Another important factor in this process was the fact that high modern architecture had provided plenty of "pure" sites and open plazas in urban spaces that, like the museum, would allow the work to exist in self-referential autonomy. Artists working within this "city as museum" were more than happy to utilize the space. And the folks working in the adjacent buildings were often more than happy to complain about it.
On the other hand, we see a different approach in a work like Jenny Holzer's For Pittsburgh. Called a "site-specific" installation, the sculpture works with the architecture, rather than being situated in an architectural "neutral site," and utilizes it to influence the way that the viewer perceives the content of the work. And in this case the work's content issues from the texts of books that find their origin in the local culture of the city of Pittsburgh. It is through this site-specificity—its sensitive architectural and cultural rootedness—that For Pittsburgh reframes home-grown texts and invites the viewer to enter into an imaginative, allusive interplay with the words and the place.
By contrast, John Henry's Alachua, while intended, according to the artist, to "express the exuberance of Alachua County's multi-faceted cultural personality," utilizes a visual vocabulary, which, when combined with the sculpture being sited in an open public plaza, places it squarely within the heritage of that earlier vein of modernist public sculpture. This draws its stated cultural and geographic specificity into question. Driving this point home is another sculpture by John Henry, located just one mile from Holzer's For Pittsburgh. Titled simply Pittsburgh, the sculpture is comprised of an angular cluster of steel beams, painted yellow, and situated in an open grassy area of a public park. Created in 1977, eleven years before Alachua, it is commonly called "The French Fries" by locals. Sound familiar? The sculptures are connected to their site most fundamentally in sheer, raw, physical presence, and they are intended to draw attention to their own imposing form, rather than operating as a lens to something beyond themselves.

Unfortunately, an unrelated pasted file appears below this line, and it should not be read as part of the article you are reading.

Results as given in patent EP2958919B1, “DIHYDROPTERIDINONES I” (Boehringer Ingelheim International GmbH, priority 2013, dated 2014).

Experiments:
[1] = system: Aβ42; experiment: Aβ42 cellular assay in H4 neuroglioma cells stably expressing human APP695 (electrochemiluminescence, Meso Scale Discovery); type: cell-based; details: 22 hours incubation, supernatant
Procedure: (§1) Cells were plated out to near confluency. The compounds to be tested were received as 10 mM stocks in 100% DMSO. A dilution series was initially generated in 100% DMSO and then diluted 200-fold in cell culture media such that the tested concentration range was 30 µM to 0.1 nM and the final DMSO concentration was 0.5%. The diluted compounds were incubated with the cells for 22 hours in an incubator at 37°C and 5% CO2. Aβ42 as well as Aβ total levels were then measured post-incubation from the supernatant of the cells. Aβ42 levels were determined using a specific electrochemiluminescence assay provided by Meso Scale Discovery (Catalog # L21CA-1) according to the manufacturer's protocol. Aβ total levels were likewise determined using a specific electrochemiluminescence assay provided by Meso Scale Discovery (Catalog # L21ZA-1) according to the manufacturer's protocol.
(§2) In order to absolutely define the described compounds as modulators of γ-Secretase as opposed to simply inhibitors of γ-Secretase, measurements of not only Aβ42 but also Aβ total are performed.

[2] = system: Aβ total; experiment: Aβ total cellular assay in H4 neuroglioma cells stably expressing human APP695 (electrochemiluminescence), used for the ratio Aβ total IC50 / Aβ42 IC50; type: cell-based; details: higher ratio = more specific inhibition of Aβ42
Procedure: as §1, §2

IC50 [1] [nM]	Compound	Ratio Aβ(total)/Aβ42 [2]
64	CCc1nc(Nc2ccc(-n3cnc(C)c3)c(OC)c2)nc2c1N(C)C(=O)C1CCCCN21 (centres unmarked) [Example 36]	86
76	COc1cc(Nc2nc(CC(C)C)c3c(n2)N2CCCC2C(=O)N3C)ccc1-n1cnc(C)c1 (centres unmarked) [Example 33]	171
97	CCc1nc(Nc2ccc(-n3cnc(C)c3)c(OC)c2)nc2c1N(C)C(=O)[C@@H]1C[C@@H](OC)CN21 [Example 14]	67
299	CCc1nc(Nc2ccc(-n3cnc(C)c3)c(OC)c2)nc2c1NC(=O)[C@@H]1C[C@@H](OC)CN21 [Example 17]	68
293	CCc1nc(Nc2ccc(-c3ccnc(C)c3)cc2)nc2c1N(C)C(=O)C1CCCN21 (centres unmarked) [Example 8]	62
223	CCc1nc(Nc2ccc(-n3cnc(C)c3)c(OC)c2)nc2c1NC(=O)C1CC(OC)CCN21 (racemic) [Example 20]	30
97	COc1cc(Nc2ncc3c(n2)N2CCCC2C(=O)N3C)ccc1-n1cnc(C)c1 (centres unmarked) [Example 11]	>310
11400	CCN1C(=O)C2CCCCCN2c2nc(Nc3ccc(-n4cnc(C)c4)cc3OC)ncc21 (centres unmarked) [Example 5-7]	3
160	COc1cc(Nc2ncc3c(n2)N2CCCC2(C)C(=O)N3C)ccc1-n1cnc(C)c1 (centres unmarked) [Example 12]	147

For Pittsburgh, on the other hand, adopts the city's hardcover prose, transposes it into a unique sort of kinetic, concrete poetry, and offers it back to the city's people. And while the pages of a book represent a particular type of space for words—a portable, bound site, important for a text to maintain both mobility and integrity—For Pittsburgh, while anchored, lofts its texts into the open atmosphere of the city. The words are no longer insulated within a volume's leaves, but are reunited with the living, moving, breathing happenings of the city that gave them birth. The stories become delicate, ascending threads of text that, whether skimmed or read at length, possess the further potential of being woven back into the spontaneous, real-time fabric of the culture that gave them birth.
Temporality plays a significant role in For Pittsburgh, as the onlooker is invited to fall in step with the uniform, perpetual crawl of the scrolling letters. Restoring immediacy to the stories presented, there are no bookmarks, and no reading ahead in the unfolding of this narrative. In a way that can be both disconcerting and delightful, the reader must be fully present to remain in the action—an alert state that can be both exhilarating and wearying.
And yet, just when there appears to be no room for rest in For Pittsburgh's thread of text, one discovers a relaxing fidelity in the story's unending ascent. While the narratives in For Pittsburgh are endlessly attenuated, they are not chaotic. They redeem, rather than embrace, the horizontal, fragmented, rapid-fire character of the downtown news ticker. Whether taking in one word, one sentence, or one chapter, the reader may delight in knowing that the story was rolling before they arrived, and will continue to steadily move on to its completion after they are gone. And even as the words emerge at eye level—a distinctly human scale—they draw the eyes upward as they steadily climb the contour of the rising roofline, extending finally as a safe corridor between the threatening, wave-like walls, holding them at bay with a thin, blue, luminescent strand.